Born in the Bronx in 1929, Mary Higgins Clark was the daughter of an Irish-American pub owner. Her father died when she was 10, forcing her family to move to a small apartment above a tailor’s shop. Clark won a scholarship to a girls’ academy in high school and worked part time as a switchboard operator and babysitter. Eager to help her mother with finances, she put off college to work full time after her high school graduation.
Clark attended secretarial school and then worked as an advertising assistant. Three years later, she became a flight attendant for Pan Am. She traveled the world for a year and then married Warren Clark, whom she had known since she was 16. While raising five children, she found time to take a creative writing course at New York University. In 1964, after 15 years of marriage, her husband died. To support her family, Clark began writing radio scripts during the day and ventured into book writing in the early morning hours before getting her children off to school. Her first book was a biography of George Washington. It was published, but did not do well commercially. Next, she turned to the type of fiction she had always enjoyed reading: suspense novels. Inspired by a true murder case in the news at the time, Clark wrote the 1975 bestseller Where Are the Children?. It marked a turning point in her life and career.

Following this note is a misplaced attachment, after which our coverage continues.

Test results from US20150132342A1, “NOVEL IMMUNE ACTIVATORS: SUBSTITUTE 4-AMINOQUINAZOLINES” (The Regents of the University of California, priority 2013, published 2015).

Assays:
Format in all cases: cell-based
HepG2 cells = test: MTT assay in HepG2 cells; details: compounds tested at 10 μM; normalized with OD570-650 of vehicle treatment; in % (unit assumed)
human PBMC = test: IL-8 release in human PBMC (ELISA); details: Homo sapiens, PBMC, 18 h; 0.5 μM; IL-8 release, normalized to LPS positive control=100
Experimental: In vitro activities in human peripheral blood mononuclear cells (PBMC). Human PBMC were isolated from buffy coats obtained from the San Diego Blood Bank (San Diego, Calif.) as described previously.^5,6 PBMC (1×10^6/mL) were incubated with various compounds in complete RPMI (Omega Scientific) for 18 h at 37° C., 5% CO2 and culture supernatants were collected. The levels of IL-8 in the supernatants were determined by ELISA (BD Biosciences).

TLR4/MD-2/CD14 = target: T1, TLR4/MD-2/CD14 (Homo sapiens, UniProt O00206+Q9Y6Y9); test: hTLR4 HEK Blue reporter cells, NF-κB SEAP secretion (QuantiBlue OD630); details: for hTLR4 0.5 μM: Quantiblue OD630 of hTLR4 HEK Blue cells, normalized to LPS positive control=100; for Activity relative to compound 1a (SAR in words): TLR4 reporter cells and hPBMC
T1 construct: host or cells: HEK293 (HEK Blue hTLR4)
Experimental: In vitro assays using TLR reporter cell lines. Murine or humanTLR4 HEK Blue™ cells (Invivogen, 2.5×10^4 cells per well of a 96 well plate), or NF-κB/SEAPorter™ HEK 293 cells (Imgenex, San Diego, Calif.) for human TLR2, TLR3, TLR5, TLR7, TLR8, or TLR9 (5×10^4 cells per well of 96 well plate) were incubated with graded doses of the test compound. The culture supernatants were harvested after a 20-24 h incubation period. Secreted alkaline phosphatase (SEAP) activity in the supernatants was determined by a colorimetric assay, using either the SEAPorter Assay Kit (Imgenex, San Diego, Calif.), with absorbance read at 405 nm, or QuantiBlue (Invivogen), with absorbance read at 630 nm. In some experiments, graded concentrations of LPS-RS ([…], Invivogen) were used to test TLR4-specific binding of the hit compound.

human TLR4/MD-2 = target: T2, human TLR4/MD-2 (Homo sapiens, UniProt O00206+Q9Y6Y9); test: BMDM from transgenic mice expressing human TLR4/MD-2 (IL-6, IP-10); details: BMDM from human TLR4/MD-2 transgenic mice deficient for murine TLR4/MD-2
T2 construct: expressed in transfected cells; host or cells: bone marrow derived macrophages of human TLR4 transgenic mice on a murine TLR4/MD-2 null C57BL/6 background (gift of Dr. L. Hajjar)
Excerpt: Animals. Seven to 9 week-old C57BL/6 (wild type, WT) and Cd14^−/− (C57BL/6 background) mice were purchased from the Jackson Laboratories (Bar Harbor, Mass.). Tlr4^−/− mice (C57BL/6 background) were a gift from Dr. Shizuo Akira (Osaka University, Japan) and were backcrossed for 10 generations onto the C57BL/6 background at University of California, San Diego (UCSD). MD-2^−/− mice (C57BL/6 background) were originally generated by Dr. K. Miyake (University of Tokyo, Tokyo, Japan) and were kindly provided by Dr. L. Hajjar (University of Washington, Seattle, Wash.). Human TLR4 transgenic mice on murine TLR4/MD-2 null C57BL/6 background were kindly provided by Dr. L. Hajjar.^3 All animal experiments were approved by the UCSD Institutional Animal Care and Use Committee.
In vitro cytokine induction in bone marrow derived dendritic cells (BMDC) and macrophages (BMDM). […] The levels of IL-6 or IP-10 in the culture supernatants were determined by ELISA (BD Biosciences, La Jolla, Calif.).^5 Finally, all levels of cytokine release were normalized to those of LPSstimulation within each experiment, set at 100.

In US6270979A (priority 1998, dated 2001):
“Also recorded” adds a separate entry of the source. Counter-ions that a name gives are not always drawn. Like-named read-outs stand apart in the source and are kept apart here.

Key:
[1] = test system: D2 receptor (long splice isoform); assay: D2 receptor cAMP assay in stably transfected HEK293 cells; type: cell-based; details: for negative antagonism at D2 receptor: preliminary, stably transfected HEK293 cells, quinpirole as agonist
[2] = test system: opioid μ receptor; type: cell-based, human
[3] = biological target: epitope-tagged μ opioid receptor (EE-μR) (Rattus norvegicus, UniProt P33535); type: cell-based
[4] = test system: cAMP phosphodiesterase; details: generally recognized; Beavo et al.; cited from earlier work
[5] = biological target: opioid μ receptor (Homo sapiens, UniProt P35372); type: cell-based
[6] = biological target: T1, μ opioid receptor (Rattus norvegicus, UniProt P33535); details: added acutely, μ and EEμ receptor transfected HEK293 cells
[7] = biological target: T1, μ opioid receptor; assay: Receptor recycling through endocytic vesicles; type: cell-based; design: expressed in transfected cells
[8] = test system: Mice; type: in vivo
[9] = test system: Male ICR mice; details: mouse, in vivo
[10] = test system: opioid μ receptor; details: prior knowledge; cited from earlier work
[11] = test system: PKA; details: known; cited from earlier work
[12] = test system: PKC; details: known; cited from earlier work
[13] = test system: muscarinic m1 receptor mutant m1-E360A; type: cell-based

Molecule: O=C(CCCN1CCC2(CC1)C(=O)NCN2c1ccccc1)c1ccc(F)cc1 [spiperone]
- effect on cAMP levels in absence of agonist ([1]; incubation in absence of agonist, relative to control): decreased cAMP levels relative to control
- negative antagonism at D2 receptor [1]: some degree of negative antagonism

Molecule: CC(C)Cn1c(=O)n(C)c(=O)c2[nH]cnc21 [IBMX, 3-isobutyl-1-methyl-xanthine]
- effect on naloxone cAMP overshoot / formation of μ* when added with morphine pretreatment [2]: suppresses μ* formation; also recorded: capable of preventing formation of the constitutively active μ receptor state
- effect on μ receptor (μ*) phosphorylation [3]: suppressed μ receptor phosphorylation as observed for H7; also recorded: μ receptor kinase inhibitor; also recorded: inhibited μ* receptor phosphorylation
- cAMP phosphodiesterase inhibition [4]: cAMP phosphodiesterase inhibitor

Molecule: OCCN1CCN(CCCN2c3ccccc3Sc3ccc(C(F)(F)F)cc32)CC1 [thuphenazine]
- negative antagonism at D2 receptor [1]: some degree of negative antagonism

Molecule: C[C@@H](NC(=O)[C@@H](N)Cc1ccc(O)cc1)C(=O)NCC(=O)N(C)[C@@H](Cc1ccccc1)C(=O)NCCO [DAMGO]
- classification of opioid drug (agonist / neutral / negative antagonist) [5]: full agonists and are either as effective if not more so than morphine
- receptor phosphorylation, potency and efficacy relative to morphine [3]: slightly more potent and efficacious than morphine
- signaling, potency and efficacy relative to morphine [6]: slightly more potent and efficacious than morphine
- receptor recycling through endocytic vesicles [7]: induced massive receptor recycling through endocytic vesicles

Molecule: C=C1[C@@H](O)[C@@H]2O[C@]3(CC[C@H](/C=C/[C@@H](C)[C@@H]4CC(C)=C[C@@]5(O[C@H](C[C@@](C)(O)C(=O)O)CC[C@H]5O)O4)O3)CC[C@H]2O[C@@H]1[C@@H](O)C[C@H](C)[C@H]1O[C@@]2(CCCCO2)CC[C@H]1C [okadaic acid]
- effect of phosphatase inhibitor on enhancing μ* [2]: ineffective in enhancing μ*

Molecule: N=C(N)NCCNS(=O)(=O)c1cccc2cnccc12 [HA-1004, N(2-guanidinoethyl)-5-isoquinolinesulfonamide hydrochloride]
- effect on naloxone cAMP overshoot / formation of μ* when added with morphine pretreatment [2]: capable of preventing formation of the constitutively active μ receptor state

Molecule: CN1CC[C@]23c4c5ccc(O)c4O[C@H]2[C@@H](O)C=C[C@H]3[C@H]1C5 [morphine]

To get her education, Clark used part of the proceeds from that book. She graduated summa cum laude from Fordham University with a degree in philosophy. With her second book, A Stranger Is Watching, Clark made her first $1 million. Both of those books were made into feature films. Clark became one of the most successful authors in the United States, and the top-selling fiction author in France. She wrote more than 20 suspense novels, all of which became bestsellers. Many of her books were also made into television films. Clark also wrote three successful suspense novels with her daughter, Carol. In 2002, she published her memoirs, Kitchen Privileges.
When asked about her success, Clark said she was never one to put off what she felt she needed to do—especially writing. She advised young people to take their education seriously. “Money alone is a hollow achievement,” said Clark. “Develop your talents and work to instill basic values in your life. Follow your dream, and don’t put off what you hanker to do.”
Active in Catholic affairs, Clark was made Dame of the Order of St. Gregory the Great, a papal honor. After many years of widowhood, she married John Conheeney in 1996. Between them, they had 16 grandchildren.